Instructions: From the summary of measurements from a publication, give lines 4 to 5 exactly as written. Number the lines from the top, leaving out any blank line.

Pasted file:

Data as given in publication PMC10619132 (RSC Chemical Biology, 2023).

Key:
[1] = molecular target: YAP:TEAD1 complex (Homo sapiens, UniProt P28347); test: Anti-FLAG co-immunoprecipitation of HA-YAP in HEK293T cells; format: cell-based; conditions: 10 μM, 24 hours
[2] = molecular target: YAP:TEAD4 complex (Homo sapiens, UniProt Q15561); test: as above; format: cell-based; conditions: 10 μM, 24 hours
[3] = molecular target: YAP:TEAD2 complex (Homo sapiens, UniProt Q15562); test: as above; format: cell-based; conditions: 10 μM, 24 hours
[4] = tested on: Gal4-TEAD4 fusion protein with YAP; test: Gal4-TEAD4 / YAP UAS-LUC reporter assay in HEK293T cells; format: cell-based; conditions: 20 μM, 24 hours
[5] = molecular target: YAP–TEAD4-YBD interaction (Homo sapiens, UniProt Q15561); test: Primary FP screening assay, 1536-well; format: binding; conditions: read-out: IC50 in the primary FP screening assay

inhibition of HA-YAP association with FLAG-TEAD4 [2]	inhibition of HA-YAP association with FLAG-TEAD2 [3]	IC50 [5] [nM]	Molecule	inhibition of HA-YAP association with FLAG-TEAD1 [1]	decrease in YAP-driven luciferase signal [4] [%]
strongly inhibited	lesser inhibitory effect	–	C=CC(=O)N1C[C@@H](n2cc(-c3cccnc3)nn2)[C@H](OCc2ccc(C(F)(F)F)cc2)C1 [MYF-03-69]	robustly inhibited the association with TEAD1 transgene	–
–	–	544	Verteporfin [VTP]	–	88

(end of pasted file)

[2] = molecular target: YAP:TEAD4 complex (Homo sapiens, UniProt Q15561); test: as above; format: cell-based; conditions: 10 μM, 24 hours
[3] = molecular target: YAP:TEAD2 complex (Homo sapiens, UniProt Q15562); test: as above; format: cell-based; conditions: 10 μM, 24 hours